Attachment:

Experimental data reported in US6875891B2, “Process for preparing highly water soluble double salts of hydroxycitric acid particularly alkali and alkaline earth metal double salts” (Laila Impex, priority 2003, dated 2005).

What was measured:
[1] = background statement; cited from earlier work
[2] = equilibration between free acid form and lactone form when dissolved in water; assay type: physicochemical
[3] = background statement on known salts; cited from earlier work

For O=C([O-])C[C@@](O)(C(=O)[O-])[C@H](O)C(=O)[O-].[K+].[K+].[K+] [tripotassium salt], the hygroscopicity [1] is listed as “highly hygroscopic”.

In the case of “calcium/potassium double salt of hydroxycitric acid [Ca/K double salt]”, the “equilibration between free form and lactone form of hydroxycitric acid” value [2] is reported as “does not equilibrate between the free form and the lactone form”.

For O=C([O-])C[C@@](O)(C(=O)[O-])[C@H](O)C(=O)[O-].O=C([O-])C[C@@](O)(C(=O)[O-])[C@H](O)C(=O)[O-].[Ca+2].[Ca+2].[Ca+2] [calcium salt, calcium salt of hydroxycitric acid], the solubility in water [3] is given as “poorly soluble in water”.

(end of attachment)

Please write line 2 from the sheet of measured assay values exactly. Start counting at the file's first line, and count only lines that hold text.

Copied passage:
What was measured: